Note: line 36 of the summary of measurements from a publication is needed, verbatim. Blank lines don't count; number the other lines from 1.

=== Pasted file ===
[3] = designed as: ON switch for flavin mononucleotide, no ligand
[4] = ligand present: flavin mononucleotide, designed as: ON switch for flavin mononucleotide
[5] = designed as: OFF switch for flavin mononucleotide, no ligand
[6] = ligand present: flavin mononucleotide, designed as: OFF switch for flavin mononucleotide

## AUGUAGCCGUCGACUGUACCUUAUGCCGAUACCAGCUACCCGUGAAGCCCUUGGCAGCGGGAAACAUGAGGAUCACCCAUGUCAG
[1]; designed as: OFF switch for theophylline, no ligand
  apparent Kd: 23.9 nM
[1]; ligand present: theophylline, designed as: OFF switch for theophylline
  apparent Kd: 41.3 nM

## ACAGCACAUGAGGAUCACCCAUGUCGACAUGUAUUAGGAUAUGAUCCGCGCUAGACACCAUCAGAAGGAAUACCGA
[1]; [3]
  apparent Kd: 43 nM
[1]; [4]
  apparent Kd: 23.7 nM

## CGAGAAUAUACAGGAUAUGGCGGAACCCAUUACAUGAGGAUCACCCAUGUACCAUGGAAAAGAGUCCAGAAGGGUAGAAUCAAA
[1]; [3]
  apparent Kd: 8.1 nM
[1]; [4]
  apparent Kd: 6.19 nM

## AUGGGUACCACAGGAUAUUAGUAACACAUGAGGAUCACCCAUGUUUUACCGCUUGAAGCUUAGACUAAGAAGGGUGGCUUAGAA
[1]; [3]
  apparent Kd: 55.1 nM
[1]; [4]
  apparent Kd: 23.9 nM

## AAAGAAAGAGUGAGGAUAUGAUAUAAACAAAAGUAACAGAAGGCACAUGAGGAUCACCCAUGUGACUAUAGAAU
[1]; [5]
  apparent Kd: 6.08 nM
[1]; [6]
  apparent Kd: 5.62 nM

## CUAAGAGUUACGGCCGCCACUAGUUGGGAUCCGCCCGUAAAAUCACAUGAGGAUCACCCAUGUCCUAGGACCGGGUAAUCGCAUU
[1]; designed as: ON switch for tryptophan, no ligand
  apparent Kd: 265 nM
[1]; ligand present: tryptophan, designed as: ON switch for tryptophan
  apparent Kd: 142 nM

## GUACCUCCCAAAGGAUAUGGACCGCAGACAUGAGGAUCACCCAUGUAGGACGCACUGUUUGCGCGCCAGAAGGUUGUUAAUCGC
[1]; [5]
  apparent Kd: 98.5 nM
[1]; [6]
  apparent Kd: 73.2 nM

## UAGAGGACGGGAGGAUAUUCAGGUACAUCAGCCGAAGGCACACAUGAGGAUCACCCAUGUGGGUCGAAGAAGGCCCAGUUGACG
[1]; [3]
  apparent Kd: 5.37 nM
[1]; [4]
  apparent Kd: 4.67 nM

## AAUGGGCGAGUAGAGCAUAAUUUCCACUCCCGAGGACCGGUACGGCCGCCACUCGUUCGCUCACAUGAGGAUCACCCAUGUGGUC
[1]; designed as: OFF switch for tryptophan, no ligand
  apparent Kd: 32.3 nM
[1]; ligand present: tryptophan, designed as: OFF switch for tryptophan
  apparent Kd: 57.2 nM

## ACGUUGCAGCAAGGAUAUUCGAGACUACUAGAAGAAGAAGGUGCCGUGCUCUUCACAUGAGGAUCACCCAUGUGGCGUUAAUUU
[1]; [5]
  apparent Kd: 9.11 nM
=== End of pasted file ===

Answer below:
[1]; [5]